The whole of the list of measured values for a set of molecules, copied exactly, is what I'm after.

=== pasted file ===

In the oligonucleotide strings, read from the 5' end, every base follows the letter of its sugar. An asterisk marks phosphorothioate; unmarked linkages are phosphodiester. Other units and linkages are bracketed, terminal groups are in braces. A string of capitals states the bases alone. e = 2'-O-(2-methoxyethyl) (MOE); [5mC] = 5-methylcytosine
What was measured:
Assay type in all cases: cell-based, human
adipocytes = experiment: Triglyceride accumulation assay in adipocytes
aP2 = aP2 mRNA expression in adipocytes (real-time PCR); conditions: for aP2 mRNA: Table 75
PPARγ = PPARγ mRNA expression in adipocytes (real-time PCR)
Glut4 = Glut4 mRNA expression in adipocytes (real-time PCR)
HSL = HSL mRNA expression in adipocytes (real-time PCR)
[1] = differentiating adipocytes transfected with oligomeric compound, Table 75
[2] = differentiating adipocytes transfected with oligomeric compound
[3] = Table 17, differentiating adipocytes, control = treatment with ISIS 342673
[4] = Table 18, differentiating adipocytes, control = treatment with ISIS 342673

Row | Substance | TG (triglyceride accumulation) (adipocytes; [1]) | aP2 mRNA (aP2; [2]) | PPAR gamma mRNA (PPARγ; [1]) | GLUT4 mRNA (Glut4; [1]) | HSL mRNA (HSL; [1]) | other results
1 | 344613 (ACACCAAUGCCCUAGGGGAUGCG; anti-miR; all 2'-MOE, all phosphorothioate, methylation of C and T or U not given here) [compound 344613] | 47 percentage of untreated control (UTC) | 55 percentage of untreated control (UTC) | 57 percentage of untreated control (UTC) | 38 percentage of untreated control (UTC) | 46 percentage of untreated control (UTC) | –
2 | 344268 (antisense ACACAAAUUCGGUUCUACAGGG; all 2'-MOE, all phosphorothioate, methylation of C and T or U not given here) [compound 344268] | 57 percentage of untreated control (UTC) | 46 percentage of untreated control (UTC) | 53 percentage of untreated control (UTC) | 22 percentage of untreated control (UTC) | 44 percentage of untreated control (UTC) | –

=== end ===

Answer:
In the oligonucleotide strings, read from the 5' end, every base follows the letter of its sugar. An asterisk marks phosphorothioate; unmarked linkages are phosphodiester. Other units and linkages are bracketed, terminal groups are in braces. A string of capitals states the bases alone. e = 2'-O-(2-methoxyethyl) (MOE); [5mC] = 5-methylcytosine
What was measured:
Assay type in all cases: cell-based, human
adipocytes = experiment: Triglyceride accumulation assay in adipocytes
aP2 = aP2 mRNA expression in adipocytes (real-time PCR); conditions: for aP2 mRNA: Table 75
PPARγ = PPARγ mRNA expression in adipocytes (real-time PCR)
Glut4 = Glut4 mRNA expression in adipocytes (real-time PCR)
HSL = HSL mRNA expression in adipocytes (real-time PCR)
[1] = differentiating adipocytes transfected with oligomeric compound, Table 75
[2] = differentiating adipocytes transfected with oligomeric compound
[3] = Table 17, differentiating adipocytes, control = treatment with ISIS 342673
[4] = Table 18, differentiating adipocytes, control = treatment with ISIS 342673

Row | Substance | TG (triglyceride accumulation) (adipocytes; [1]) | aP2 mRNA (aP2; [2]) | PPAR gamma mRNA (PPARγ; [1]) | GLUT4 mRNA (Glut4; [1]) | HSL mRNA (HSL; [1]) | other results
1 | 344613 (ACACCAAUGCCCUAGGGGAUGCG; anti-miR; all 2'-MOE, all phosphorothioate, methylation of C and T or U not given here) [compound 344613] | 47 percentage of untreated control (UTC) | 55 percentage of untreated control (UTC) | 57 percentage of untreated control (UTC) | 38 percentage of untreated control (UTC) | 46 percentage of untreated control (UTC) | –
2 | 344268 (antisense ACACAAAUUCGGUUCUACAGGG; all 2'-MOE, all phosphorothioate, methylation of C and T or U not given here) [compound 344268] | 57 percentage of untreated control (UTC) | 46 percentage of untreated control (UTC) | 53 percentage of untreated control (UTC) | 22 percentage of untreated control (UTC) | 44 percentage of untreated control (UTC) | –